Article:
I thought that I would start out the new year by showing you some of my favorite photographs from places that I visited over the past year. Looking back it was a very active and enjoyable year, starting with New Year's camping at Collier-Seminole State Park. New Year's morning found me photographing a strikingly beautiful oceanblue morning-glory in the campground, followed by Virginia and I paddling down the lovely mangrove-lined Blackwater Creek to Mud Bay and back.
Later in January, I hiked a new section of the Florida Trail in the Lake Lizzie Conservation Area in advance of the official celebration and ribbon cutting. During my first visit, I made the photograph "Lake Lizzie Marsh" from the observation deck just off the trail. On the day of the ribbon-cutting I participated in the group hike as the naturalist guide.
Lake Lizzie Marsh
I had desired to see the magotes of Cuba ever since I first read about them in "The Cruise of the Tomas Barrera", a book my John B. Henderson detailing a scientific expedition to Cuba in 1914. Magotes are isolated hills surrounded by flat plains, usually round and steep-sided made up of limestone or other rock. I did not get to visit any magotes close-up during my visit to Cuba last February, but I did get to see them in the distance while travelling through the country. On one of the bicycling days I stopped in the countryside to make this scenic photo of magotes and royal palms under a partly cloudy sky.
Although I knew that a walk through a cave was on the agenda for the Cuba tour, my expectations were low. Having explored some of the finest wild caverns in Tennessee, Kentucky and even Florida it takes more than just a hole in the ground with a few stalactities to impress me. But Cueva de Santa Catalina did just that with its various passages and numerous variety of speleothems (cave formations). The most remarkable ones were the speleothems in the shape of giant mushrooms, which are unique to caves in this area of Cuba. There were many large ones like in the photo at the top of this post, but one of the prettiest was this short, squat one with a peaked top.
My next adventure was backpacking the Ocala National Forest at the end of March. Part of that hike, around Hopkins Prairie was the subject of my blog last July. My favorite photo from that hike was an early morning image of a lone slash pine along the edge of the prairie.
Slash Pine at Hopkins Prairie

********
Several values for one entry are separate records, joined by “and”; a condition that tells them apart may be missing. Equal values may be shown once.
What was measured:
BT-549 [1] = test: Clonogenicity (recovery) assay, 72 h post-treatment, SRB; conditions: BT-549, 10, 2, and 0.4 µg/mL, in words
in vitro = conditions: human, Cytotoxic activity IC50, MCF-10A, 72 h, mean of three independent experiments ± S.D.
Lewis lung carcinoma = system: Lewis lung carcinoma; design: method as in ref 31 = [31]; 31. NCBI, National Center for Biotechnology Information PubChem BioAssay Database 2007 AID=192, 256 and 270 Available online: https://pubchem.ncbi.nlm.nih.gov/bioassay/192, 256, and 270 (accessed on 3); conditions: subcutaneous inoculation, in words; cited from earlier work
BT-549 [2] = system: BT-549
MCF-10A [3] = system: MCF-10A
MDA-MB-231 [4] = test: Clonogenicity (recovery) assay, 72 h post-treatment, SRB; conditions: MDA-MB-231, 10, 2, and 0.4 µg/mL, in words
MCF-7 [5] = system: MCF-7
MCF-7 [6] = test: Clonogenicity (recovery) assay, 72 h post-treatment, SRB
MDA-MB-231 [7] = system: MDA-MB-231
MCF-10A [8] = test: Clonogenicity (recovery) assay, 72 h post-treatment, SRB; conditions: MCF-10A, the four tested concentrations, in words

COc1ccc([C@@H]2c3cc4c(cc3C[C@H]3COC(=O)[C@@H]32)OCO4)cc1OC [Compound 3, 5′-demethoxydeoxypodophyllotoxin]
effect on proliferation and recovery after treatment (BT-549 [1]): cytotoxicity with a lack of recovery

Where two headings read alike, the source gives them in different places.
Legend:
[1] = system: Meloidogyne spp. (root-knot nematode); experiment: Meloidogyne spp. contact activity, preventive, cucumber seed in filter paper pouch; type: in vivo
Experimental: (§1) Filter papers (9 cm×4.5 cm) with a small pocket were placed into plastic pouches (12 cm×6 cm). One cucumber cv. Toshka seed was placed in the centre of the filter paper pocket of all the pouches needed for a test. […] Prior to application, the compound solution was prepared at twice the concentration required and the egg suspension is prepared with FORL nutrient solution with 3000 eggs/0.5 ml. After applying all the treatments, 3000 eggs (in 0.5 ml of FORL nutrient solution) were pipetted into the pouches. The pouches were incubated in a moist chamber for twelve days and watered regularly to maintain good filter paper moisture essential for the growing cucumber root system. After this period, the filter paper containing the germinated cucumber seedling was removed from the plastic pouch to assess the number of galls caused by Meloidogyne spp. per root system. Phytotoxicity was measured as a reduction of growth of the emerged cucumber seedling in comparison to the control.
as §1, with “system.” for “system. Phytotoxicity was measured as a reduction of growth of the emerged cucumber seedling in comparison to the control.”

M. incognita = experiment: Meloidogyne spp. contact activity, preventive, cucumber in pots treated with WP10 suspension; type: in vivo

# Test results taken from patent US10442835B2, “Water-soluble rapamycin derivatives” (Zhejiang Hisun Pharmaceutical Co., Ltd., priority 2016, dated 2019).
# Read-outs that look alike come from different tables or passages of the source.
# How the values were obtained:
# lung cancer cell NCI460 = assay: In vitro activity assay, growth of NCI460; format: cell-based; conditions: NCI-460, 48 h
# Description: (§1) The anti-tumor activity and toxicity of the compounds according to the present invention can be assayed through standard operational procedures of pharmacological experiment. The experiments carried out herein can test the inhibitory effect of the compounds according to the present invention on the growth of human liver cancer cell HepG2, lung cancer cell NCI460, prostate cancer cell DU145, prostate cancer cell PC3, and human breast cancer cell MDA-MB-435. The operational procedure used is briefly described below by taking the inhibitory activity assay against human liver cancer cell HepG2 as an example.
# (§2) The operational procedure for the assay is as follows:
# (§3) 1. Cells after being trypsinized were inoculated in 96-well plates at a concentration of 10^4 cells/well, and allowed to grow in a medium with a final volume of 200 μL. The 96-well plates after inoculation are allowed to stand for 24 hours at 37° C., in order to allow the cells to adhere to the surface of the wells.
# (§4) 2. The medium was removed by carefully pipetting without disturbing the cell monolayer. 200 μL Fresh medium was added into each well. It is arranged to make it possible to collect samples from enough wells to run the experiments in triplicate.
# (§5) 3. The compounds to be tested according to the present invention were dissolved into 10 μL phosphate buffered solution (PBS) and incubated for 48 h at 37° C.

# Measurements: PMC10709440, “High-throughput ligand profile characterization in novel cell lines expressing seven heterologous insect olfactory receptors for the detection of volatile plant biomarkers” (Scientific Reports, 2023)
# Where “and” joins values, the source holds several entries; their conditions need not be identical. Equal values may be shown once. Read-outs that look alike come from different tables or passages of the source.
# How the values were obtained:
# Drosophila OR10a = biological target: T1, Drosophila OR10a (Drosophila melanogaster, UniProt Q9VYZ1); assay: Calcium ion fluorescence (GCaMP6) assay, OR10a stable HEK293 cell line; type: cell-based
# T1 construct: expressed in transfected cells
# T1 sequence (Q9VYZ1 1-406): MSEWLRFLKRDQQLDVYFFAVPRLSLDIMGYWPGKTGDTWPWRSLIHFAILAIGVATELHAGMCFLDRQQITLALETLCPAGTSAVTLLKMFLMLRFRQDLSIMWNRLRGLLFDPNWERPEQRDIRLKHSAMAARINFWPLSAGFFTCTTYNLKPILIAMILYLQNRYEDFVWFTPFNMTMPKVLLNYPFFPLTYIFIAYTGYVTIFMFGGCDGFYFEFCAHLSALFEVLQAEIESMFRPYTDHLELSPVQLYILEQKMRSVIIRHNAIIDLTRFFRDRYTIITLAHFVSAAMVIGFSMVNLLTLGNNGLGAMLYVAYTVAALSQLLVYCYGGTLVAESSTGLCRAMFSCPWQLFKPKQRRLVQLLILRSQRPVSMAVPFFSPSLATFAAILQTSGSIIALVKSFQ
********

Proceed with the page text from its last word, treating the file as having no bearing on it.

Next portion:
The following month I embarked on a longer and much more challenging backpacking adventure on the Cumberland Trail in Tennessee with Daniel Reed. Not counting the blurred images of a wild razorback hog charging past us on the trail, the photographic highlight of that hike was a pink lady's slipper orchid.
Pink Lady's Slipper
May brought the annual Florida Native Plant Society state conference and its field trips. One of these was a kayak paddle led by Lars Anderson of Adventure Outpost in High Springs. This trip started on the Withlacochee River and took us upstream through Gum Slough to Gum Springs.
As a side note while I was in Crystal River for the FNPS conference, I got some photos of a group of wild hogs that had come out of the woods along the highway right of way. It was starting to seem like 2019 was the year of the hog.
Late summer found Virginia and I camping at Jackrabbit Mountain in North Carolina. There at night a mostly dark sky above Lake Chatuge marred only by a bit too much light to the south from nearby Hiawassee, Georgia was a pretty view of the Milky Way and Jupiter.
Milky Way and Jupiter
That camping trip was cut short so that we could return to prepare for the approach of Hurricane Dorian which threatened Florida but stayed just far enough off the coast so as to have minor effects in our area other than the disruption of evacuation.
In October a family vacation took us to Lido Key on the Gulf of Mexico near Sarasota. There I was able to get some better photographs of buttonwood flowers. I also found both species of the Scaevola genus that occur in Florida, the threatened beachberry and the invasive Beach naupaka. But the photographic highlight of that trip came while walking the beach where a reddish egret was feeding. I captured this image of it running away from the gulls after catching a small fish.
Reddish Egret with Fish
In early December I kayaked the Suwannee River
from Stephen Foster State Park
to Suwannee River State Park
with Paul Haydt. I had paddled this section a number of times in both a kayak and canoe, but always before it was broken up into separate two day, one night trips with the start or end point at Spirit of the Suwannee Music Park. This time it was a 3-1/2 day, three night trip and each morning the temperature was in the low 30's. One day we paddled by this interesting cypress tree on the bank having a short large hollow broken trunk with much younger and smaller growth that was now golden with its fall colors illuminated by the afternoon sun.
The final photograph of the year that I will share here is of the St. Marks lighthouse south of Tallahassee. This lighthouse is located on Apalachee Bay near the mouth of the St. Marks River in the St. Marks National Wildlife Refuge
, which I visited that day mainly for bird photography, highlights of which were a vermillion flycatcher
that was barely in range of my 300mm lens and some buffleheads just offshore near the lighthouse.
St. Marks Lighthouse
Jan. 18, 2020